Turkey: Taking Stock of Ankara's Engagement with Central Asia
The fall of the Soviet Union presented what should have been a golden opportunity for Turkey to develop a sphere of influence in the Turkic republics of Central Asia. For various reasons, though, things didn't quite work out that way. In many ways, Ankara now finds itself having better relations and more influence in the Middle East -- a region whose countries it traditionally kept at an arm's length -- than in Central Asia.
What went wrong? Nadir Devlet, a professor in the International Relations department of Istanbul Commerce University, tries to answer that question in a new paper for the German Marshall Fund that takes a look at the last 20 years of Turkey-Central Asia relations and that suggests that a new outreach effort from Ankara may be on the horizon. From his paper:
Turkey’s efforts to penetrate the Turkic regions of the former Soviet Union with its own influence have had a number of successes and failures. President Gül has been a particular advocate for a more assertive Turkish approach in this regard. Yet to date, Azerbaijan, Kazakhstan, and Turk- menistan are not important business partners for Turkey, despite their geographic proximity, energy riches, and other resources. Turkey’s relations with Turkmenistan are in fact deteriorating, and its relations with Uzbekistan — which with a population of nearly 30 million is Central Asia’s most important actor — are at their lowest level in many years. Turkish-Turkic integration clearly has a long way to go. Yet we should not be surprised to see Ankara assigning height- ened importance to the larger Turkic world in its emerging foreign policy as Turkey gives up its former commitment to the status quo for a more visible strategic activism.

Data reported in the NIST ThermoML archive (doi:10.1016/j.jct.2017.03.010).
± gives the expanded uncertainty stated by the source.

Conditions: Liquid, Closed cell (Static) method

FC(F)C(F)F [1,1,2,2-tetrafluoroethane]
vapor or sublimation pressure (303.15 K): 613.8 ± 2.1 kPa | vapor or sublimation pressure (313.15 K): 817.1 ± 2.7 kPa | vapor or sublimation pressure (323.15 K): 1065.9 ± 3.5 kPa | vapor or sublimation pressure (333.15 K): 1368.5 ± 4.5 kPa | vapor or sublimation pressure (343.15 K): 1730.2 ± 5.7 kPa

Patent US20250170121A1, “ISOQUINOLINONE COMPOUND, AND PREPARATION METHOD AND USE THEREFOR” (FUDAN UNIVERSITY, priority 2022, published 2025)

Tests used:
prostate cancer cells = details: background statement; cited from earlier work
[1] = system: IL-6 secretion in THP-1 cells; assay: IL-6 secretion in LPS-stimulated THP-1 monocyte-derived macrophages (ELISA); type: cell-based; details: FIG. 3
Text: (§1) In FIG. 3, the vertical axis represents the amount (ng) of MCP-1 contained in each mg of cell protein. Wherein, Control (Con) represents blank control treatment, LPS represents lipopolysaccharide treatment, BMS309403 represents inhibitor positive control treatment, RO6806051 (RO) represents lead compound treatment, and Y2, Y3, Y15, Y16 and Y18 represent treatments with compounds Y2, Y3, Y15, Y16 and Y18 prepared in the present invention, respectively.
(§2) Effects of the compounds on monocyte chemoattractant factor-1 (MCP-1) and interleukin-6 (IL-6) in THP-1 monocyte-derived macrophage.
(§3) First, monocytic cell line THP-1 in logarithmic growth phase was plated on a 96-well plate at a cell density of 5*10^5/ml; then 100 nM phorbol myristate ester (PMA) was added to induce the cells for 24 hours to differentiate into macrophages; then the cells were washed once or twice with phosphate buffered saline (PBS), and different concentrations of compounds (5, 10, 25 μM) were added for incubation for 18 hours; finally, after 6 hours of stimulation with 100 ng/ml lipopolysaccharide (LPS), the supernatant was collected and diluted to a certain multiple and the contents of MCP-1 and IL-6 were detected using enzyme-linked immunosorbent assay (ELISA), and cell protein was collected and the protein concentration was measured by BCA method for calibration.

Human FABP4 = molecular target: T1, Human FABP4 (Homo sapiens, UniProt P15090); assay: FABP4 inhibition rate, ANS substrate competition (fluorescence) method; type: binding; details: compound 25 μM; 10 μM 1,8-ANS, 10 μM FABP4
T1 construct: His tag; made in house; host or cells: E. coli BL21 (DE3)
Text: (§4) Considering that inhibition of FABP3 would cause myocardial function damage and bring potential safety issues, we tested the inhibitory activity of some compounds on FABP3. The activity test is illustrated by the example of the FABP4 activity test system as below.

The full paper can be found here.